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Author Topic: [Ad] Simulockrum - RPG Lockpicking Mini-Game  (Read 114 times)


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[Ad] Simulockrum - RPG Lockpicking Mini-Game
« on: June 15, 2022, 01:48:48 AM »
The lockpicking skill is irrelevant. Only rogues take the skill. Rogues always maximize the skill. No other classes even bother looking at it. Out of combat, they take 20 and see if the DM has the Plot Lock engaged. In combat, they get to make one pass/fail roll and browse their phone for 10 minutes until the next turn.

For your consideration... the Simulockrum.

Imagine holding a small box in your hand and having eight lockpicks at your disposal. The party is depending on you to get that door open while they fend off the monsters. Starting with your favorite pick, you slide it into the keyway and hear the clicks of the magnetic pins and feel the vibration. From that, you deduce the first pin is likely positively oriented, then select the next likely lockpick to further narrow down the combination. Suddenly, the lock turns in your hand and the party is free!

The device:
- There are four locking pins that can be easily re-keyed into any one of sixteen possible combinations, so you can reset and present a new puzzle in seconds.
- The Simulockrum is useful for streaming as well - all the player needs to do is randomize the locking pins on camera, then start working while the party tackles a timed encounter.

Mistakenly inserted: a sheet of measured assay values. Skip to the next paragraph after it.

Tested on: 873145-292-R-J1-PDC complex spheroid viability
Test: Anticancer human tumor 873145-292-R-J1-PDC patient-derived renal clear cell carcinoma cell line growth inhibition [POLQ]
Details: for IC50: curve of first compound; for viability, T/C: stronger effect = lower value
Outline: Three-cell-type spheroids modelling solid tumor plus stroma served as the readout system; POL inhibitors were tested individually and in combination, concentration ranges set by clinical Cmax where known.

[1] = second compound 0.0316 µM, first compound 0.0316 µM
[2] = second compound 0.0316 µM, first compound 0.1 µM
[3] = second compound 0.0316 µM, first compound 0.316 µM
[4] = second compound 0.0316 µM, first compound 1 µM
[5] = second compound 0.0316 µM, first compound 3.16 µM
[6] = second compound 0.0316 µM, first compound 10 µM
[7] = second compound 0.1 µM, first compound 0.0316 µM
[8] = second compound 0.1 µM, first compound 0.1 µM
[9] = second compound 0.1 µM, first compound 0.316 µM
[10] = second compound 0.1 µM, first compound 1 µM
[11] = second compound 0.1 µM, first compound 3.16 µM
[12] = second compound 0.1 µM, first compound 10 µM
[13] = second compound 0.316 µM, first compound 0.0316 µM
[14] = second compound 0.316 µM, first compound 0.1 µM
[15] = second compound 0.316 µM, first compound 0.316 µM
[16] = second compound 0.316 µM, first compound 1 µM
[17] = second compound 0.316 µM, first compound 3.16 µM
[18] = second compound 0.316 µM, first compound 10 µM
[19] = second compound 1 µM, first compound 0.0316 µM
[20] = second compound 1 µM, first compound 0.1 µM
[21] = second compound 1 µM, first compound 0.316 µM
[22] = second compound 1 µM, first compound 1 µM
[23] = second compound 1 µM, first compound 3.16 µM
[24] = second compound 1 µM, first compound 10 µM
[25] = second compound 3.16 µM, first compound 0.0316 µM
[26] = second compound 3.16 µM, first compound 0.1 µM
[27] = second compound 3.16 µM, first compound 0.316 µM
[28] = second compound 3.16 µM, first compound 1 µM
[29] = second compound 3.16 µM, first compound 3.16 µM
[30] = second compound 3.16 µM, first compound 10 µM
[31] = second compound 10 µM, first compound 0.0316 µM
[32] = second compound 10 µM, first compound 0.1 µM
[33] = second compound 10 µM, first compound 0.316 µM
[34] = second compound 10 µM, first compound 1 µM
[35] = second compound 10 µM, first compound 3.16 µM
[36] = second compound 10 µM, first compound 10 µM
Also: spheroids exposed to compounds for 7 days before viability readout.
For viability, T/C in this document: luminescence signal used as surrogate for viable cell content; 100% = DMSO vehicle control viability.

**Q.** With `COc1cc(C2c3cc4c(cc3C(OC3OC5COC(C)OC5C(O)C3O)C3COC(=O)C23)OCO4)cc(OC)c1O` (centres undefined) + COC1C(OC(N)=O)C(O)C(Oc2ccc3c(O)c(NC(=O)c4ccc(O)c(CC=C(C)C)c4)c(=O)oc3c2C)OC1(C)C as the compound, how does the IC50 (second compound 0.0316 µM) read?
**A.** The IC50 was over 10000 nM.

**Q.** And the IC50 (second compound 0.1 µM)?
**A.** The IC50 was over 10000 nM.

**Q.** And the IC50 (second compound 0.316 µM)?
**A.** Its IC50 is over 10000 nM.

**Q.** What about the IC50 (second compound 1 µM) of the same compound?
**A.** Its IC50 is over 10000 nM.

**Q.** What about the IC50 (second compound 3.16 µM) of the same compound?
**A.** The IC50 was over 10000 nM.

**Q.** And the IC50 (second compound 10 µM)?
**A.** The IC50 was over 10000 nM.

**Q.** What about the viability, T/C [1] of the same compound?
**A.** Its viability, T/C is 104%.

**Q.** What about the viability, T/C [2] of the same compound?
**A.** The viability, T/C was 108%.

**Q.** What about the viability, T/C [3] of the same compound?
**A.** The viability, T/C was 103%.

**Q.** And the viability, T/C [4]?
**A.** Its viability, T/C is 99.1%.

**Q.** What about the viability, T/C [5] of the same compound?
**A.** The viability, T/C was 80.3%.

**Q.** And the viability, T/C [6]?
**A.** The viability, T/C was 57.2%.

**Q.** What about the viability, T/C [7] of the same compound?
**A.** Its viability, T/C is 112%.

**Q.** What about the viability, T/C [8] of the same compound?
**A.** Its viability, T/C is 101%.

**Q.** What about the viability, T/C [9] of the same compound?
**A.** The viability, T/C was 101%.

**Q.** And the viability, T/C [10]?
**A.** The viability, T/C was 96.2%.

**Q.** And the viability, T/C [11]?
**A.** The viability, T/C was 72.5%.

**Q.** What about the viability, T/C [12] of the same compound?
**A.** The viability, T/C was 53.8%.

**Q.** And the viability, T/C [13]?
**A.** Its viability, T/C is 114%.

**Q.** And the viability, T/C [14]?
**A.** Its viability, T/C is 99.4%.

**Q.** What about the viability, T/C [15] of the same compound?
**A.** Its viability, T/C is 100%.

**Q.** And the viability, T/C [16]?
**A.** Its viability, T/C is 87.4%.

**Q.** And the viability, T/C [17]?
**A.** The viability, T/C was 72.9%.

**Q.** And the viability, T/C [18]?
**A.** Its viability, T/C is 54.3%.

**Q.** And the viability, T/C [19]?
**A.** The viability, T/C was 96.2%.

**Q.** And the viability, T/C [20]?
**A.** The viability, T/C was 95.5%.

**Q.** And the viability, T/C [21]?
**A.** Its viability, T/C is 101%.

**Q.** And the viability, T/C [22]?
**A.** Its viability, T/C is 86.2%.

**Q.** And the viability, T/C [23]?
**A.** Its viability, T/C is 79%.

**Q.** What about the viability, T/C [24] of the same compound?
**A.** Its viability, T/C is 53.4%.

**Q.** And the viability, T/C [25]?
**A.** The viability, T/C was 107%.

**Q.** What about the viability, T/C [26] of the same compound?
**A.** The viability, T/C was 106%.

- It has a visually impaired friendly design. Each lockpick has divots on the side corresponding to the magnet pattern.

How can you use it in a game?
- Timed Challenge:  Start the stopwatch on your phone and let the rogue pick the lock in real time. Roll a skill check and subtract that value from the number of seconds they took. For harder locks, halve the skill check. Easier locks, double the check.
- Deductive Challenge: Roll a skill check. In D&D, if you roll in the 20s, you get two tries at the combination. If you roll in the 30s, you get to try three. Or you can use the number of successes in alternate game systems.

This lets ALL character classes attempt to pick a lock. The rogue is just better at it - both in real life and in game terms - but there's a one in sixteen chance the party tank picks the right lockpick on the first try. Cross training for lockpicking also matters for once!